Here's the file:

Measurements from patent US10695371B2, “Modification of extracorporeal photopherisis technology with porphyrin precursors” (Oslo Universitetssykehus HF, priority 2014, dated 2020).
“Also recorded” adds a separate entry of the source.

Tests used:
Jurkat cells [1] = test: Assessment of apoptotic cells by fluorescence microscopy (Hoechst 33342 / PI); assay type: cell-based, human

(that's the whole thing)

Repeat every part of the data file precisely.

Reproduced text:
Measurements from patent US10695371B2, “Modification of extracorporeal photopherisis technology with porphyrin precursors” (Oslo Universitetssykehus HF, priority 2014, dated 2020).
“Also recorded” adds a separate entry of the source.

Tests used:
Jurkat cells [1] = test: Assessment of apoptotic cells by fluorescence microscopy (Hoechst 33342 / PI); assay type: cell-based, human